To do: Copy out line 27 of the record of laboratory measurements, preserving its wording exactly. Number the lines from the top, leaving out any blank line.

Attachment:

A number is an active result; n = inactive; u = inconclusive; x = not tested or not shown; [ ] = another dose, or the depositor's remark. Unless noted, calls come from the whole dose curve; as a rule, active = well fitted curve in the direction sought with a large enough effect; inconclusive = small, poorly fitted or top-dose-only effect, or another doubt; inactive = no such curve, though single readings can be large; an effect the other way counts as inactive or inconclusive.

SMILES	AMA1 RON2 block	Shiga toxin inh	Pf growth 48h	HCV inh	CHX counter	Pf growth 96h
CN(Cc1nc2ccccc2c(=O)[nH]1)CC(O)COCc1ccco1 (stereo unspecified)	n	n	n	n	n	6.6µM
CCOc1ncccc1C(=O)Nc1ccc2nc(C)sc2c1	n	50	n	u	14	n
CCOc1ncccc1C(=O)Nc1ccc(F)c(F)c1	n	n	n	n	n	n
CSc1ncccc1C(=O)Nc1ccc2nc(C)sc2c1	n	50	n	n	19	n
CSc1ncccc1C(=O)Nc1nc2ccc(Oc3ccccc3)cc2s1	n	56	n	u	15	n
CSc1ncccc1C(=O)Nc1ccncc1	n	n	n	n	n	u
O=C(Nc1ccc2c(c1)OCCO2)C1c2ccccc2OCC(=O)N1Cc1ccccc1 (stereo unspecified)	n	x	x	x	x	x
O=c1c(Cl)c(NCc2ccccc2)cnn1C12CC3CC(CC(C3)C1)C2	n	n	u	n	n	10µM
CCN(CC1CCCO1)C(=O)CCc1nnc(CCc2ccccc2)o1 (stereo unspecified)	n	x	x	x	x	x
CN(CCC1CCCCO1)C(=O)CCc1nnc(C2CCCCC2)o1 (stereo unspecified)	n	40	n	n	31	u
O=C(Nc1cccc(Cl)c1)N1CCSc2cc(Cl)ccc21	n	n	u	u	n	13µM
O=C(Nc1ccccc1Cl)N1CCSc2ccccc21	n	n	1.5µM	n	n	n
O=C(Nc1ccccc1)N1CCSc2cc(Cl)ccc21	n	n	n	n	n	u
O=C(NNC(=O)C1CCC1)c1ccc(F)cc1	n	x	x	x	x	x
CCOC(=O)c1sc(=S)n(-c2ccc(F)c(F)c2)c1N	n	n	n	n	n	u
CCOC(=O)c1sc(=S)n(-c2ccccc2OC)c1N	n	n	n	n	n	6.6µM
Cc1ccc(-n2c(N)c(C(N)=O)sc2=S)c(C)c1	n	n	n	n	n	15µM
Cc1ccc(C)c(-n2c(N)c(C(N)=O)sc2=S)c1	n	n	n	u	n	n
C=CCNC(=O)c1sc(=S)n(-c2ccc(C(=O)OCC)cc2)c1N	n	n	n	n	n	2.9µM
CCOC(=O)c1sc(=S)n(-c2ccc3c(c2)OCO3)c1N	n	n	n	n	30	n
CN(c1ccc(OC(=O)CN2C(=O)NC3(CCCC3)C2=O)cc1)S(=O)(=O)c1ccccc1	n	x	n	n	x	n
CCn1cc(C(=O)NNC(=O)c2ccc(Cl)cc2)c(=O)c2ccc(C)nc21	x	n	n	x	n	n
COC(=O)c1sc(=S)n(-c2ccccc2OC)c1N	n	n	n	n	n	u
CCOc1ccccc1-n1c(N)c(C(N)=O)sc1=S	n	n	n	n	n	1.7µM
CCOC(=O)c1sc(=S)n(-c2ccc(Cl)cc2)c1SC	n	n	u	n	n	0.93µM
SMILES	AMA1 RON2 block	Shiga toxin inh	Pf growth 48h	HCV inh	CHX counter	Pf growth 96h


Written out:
CCOC(=O)c1sc(=S)n(-c2ccc(Cl)cc2)c1SC	n	n	u	n	n	0.93µM